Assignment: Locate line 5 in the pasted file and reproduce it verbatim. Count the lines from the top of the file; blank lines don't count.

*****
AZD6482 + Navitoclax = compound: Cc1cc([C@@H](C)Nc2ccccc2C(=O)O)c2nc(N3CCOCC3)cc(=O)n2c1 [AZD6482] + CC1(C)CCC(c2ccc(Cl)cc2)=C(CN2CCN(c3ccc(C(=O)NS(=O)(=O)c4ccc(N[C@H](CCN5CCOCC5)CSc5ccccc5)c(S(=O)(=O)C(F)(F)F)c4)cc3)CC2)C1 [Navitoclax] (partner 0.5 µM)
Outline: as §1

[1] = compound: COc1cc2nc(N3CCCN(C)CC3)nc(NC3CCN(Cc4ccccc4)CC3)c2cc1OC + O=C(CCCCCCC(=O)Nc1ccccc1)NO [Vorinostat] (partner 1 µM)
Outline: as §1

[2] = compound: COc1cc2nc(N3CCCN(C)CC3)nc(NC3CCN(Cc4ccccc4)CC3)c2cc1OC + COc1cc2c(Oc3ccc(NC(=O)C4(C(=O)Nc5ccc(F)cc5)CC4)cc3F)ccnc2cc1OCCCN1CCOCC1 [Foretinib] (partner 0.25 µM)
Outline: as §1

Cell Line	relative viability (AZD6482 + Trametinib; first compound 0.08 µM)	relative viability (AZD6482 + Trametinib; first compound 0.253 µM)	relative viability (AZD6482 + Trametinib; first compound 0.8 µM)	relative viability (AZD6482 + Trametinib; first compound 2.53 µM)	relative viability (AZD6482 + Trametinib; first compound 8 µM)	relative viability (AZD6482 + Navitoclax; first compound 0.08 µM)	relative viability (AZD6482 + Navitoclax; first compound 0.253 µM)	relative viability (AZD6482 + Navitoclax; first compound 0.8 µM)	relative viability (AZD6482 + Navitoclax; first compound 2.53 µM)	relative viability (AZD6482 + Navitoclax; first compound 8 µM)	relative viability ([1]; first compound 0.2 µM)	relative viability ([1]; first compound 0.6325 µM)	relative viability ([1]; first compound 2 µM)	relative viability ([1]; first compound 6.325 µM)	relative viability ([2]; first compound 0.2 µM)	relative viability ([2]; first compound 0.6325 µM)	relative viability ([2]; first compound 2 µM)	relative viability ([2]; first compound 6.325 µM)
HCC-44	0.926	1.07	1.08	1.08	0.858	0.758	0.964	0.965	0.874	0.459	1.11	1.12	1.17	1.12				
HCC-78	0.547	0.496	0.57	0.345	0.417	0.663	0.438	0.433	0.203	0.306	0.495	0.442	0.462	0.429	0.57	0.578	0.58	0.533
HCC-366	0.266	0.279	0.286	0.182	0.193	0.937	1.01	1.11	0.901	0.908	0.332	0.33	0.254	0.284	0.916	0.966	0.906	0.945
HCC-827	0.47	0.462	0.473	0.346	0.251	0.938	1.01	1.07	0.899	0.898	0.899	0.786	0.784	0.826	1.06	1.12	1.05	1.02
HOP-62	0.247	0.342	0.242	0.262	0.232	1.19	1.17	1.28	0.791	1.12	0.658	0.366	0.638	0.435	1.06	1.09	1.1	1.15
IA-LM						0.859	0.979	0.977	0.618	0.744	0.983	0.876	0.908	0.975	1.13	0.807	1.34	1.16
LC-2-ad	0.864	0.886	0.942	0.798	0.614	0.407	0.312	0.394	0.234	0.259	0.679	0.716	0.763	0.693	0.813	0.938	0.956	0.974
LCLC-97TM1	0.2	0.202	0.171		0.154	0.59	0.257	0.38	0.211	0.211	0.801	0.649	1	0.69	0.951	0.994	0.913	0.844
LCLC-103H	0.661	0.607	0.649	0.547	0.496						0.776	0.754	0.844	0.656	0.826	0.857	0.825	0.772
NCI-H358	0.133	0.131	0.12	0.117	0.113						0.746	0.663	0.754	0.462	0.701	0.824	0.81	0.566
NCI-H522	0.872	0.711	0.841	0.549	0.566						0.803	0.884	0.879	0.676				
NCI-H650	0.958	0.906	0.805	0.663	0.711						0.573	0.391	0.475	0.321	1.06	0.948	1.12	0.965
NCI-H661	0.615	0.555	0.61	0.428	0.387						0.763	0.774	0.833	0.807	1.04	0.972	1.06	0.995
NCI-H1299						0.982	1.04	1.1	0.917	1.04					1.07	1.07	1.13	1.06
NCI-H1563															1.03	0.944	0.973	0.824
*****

[2] = compound: COc1cc2nc(N3CCCN(C)CC3)nc(NC3CCN(Cc4ccccc4)CC3)c2cc1OC + COc1cc2c(Oc3ccc(NC(=O)C4(C(=O)Nc5ccc(F)cc5)CC4)cc3F)ccnc2cc1OCCCN1CCOCC1 [Foretinib] (partner 0.25 µM)